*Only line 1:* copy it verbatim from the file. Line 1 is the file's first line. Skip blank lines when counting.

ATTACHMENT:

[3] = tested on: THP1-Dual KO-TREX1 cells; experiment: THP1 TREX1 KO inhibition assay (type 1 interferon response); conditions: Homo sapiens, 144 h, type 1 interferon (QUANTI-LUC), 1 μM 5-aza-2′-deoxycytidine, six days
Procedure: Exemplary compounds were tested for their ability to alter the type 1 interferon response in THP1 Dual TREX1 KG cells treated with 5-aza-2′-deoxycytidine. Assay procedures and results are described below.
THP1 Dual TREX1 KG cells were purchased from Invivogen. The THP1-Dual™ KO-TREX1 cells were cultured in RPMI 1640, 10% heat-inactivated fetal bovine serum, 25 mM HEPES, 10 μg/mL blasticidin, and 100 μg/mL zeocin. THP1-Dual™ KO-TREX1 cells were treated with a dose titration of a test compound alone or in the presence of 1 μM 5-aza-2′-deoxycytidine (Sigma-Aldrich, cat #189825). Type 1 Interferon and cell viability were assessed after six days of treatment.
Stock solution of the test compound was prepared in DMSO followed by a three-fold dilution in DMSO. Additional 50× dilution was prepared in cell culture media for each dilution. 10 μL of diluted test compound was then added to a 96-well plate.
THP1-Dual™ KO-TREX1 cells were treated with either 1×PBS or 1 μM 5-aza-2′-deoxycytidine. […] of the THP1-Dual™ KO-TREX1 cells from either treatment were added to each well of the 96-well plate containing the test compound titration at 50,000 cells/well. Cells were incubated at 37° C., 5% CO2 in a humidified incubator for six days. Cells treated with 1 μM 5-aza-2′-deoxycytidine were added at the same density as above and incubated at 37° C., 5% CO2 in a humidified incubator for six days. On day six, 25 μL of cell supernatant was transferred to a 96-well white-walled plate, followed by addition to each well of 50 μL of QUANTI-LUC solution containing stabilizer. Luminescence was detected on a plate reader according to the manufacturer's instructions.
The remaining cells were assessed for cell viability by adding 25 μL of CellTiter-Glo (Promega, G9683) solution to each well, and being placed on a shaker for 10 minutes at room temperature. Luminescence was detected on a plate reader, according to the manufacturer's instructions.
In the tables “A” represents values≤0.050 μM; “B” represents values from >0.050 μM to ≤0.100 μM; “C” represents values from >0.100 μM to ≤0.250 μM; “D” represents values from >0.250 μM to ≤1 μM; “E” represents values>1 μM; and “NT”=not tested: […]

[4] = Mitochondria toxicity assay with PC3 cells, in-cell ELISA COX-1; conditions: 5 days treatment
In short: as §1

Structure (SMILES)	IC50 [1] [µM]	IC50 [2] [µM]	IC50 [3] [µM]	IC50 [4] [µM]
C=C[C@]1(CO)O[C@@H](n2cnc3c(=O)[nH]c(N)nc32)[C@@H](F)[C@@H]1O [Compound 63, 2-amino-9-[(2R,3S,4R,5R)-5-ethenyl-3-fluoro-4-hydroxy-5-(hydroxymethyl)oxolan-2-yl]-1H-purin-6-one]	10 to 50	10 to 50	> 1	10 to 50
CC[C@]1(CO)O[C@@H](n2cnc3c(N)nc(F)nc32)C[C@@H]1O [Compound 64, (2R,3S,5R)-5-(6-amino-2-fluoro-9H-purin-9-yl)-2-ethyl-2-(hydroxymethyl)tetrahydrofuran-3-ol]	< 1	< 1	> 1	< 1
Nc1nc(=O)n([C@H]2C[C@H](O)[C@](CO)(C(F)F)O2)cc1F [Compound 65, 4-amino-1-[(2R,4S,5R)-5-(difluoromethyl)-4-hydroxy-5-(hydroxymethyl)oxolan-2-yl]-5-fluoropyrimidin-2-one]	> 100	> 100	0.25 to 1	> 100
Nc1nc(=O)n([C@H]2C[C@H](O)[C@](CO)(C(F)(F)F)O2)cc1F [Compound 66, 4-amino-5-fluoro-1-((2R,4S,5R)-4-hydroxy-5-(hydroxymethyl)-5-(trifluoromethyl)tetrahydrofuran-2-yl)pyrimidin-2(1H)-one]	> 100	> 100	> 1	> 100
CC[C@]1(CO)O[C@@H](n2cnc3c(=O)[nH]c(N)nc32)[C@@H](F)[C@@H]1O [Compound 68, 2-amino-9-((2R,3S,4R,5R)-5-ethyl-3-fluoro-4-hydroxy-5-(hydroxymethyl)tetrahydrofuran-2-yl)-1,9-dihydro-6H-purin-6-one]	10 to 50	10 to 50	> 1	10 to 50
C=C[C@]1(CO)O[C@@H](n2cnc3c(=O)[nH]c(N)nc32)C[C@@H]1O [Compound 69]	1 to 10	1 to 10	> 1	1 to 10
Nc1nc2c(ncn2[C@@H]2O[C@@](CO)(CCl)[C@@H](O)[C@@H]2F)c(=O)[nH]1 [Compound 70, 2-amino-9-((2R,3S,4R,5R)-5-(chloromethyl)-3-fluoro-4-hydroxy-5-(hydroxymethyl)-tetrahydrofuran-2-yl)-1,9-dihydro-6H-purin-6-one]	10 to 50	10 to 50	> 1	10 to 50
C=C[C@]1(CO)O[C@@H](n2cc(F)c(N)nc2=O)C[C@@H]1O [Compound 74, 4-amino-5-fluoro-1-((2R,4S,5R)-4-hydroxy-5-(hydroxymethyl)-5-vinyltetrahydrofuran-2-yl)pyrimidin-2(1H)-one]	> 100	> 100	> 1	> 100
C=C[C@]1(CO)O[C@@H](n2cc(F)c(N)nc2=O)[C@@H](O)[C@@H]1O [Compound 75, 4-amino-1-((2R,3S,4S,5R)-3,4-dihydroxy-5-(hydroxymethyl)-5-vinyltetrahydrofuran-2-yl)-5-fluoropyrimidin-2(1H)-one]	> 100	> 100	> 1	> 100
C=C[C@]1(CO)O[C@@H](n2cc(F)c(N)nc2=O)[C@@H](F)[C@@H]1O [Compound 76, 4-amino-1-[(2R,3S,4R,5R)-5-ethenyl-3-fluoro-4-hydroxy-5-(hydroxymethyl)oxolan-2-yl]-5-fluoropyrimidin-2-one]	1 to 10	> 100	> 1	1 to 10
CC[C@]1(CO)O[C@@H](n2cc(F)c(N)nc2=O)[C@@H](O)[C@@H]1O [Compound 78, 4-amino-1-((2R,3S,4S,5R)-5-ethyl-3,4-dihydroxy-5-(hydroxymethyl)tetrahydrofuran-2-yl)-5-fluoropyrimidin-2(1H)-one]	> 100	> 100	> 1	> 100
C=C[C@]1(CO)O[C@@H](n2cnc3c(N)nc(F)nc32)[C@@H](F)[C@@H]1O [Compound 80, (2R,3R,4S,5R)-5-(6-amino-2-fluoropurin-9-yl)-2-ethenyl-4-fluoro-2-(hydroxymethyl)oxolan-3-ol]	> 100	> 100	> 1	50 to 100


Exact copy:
[3] = tested on: THP1-Dual KO-TREX1 cells; experiment: THP1 TREX1 KO inhibition assay (type 1 interferon response); conditions: Homo sapiens, 144 h, type 1 interferon (QUANTI-LUC), 1 μM 5-aza-2′-deoxycytidine, six days